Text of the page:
How somebody is educated typically shapes a person’s future, if they receive better education then they will be pushed toward going on to further education and getting a good job. Poor education can give someone a negative view on schooling and they may wish to drop out as soon as they can because of their negative interpretation. Social capital is important in influencing health, social capital is described as “the aggregate of the actual or potential resources which are linked to possession of a durable network of more or less institutionalized relationships of mutual acquaintance or recognition – or in other words to membership of a group” 11 This social capital can be used to acquire better goods and services and may also be passed from one generation to the next. This seems to be a standard in middle class society, however within the working class a lack of involvement tends to be the norm. Bio-psychosocial approaches emphasise how important relational networking is in the aim for good health. For example, religion has been found to increase a sense of belonging, through that and related activities, like volunteering, good health is promoted.12 It is important to consider peoples living and working conditions. People under constant stress, such as bringing up children alone and in poverty, are likely to carry out health damaging behaviours13. Research on women and smoking, showed low-income lone parents were the most likely to smoke and that it was used as a coping strategy for stress and social exclusion.13
Mental health is another important factor that must be considered in a person’s overall health and wellbeing. Mental health itself has many determinants. Isolation and alienation as found in elderly who have had falls can cause a deterioration in mental health. A similar scenario that could lead to poor mental health is peer rejection, teenagers who have not smoked or drank alcohol when enticed by peers. They may be deemed “uncool” or seen as different and thus are not accepted into social groups. Possibly violence and crime in the local area may lead to mental issues, just being in a poorer area can decrease a someone’s optimism. Poor nutrition can lead to poor mood, as of yet it is not fully understood but a lack of Vitamin D directly correlates with an increase in depression.14 A difficult upbringing is known to have adverse effects when older, as witnessed in P2. Patients who were abused as children and then heard about similar stories in the news had mental breakdowns or found daily life harder to cope with.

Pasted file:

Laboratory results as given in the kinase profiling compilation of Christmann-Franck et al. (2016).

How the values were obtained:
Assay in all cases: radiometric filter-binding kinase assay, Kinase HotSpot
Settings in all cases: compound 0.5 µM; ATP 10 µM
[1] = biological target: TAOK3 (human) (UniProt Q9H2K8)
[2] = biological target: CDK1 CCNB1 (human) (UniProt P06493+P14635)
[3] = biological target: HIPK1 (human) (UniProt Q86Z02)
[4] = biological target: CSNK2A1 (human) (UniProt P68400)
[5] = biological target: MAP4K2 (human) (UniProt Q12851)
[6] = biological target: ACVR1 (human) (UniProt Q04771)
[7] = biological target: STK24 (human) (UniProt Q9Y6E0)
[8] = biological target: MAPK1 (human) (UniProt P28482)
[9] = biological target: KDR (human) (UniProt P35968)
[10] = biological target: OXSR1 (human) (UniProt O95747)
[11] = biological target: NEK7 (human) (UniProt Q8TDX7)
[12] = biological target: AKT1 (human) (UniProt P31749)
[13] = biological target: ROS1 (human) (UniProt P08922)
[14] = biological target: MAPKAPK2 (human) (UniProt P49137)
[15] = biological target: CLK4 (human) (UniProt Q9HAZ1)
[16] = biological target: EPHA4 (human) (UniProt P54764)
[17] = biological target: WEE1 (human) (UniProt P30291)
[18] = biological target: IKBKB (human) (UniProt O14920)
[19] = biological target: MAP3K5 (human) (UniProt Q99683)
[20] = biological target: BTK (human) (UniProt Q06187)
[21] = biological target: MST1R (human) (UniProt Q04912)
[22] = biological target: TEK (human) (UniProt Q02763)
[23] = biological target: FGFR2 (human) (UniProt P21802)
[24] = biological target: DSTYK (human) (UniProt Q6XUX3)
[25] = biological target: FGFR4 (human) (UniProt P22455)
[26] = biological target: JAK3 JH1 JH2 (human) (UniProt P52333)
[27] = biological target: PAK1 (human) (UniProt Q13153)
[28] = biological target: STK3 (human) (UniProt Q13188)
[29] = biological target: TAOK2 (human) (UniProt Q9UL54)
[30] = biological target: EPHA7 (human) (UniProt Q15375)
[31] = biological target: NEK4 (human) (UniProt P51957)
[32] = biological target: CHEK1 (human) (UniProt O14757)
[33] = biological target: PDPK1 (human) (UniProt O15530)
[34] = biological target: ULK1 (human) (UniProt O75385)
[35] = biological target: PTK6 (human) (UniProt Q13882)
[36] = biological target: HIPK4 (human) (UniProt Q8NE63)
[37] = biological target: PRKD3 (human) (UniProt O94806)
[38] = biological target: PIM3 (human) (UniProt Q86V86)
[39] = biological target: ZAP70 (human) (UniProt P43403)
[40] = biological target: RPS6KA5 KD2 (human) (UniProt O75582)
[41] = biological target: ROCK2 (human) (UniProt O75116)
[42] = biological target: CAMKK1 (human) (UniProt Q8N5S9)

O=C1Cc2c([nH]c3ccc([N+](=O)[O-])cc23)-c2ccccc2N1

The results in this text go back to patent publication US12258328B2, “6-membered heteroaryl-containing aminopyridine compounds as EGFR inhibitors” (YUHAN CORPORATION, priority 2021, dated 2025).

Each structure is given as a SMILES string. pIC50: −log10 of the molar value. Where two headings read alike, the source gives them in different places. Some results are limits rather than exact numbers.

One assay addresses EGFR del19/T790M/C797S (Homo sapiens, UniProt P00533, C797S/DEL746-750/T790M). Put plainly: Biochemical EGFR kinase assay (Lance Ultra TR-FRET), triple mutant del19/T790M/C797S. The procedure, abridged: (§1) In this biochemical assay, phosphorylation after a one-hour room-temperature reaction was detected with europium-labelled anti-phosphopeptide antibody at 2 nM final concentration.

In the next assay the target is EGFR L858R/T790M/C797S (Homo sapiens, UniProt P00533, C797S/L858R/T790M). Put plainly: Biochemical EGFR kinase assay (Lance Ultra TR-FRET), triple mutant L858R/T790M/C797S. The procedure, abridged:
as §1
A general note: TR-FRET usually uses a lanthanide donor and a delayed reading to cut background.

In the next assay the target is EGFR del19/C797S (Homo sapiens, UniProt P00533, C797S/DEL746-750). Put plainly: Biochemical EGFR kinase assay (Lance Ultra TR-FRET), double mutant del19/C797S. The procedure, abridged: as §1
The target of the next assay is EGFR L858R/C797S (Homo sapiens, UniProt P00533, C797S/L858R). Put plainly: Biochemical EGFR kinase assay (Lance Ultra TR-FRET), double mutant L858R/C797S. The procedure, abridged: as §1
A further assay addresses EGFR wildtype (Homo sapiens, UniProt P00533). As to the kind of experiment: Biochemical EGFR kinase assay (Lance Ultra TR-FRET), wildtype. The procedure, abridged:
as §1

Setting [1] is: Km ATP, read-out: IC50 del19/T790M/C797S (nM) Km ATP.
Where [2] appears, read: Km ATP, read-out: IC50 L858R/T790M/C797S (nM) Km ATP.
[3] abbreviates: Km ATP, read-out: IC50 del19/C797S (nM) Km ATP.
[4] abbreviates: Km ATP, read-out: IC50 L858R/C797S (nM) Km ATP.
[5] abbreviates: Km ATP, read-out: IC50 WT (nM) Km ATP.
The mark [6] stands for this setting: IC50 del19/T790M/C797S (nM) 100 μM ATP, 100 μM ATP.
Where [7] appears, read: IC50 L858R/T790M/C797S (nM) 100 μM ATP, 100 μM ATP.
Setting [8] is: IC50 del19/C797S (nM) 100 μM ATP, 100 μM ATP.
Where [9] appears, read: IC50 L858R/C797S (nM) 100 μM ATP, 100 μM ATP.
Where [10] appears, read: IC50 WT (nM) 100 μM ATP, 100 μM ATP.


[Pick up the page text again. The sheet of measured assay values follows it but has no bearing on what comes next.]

Inequalities in health
Those with the greatest need for healthcare are those that are the working class, those that are “socially excluded”. It seems though, that those with the greatest need actually have the least access to good quality services15. The areas with the worst levels of health have the lowest number of healthcare workers living and working in them. Places with the highest level of young people leaving school with no qualifications are also the same areas that have the lowest availability of teaching staff per population16. In areas with high employment figures, those with jobs seem to work long hours that may affect their wellbeing. In high unemployment areas those who do have jobs do not work for as long. Unfortunately those areas with greater unemployment are associated with higher levels of mental health problems such as depression. Some inequalities in health can be seen as racist, such as research not being done into sickle cell disease. Sickle cell disease is more prevalent in black and ethnic minority groups and services for the disease fall far behind the number of cases in the UK17.
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A wide range of factors exist that have to be considered in order judge a person’s overall health and wellbeing. Each factor in itself has many contributing elements that have to be acknowledged to find the root of each problem. Most factors that do influence health also interact or accumulate, for example age can affect the choices we make in life, and the choices that one makes and the behaviours they carry out can determine how long that person may live. The health service are also accountable for influencing factors of health and illness. Even in today’s society, healthcare is not equally accessible to all but in years to come this is set to change.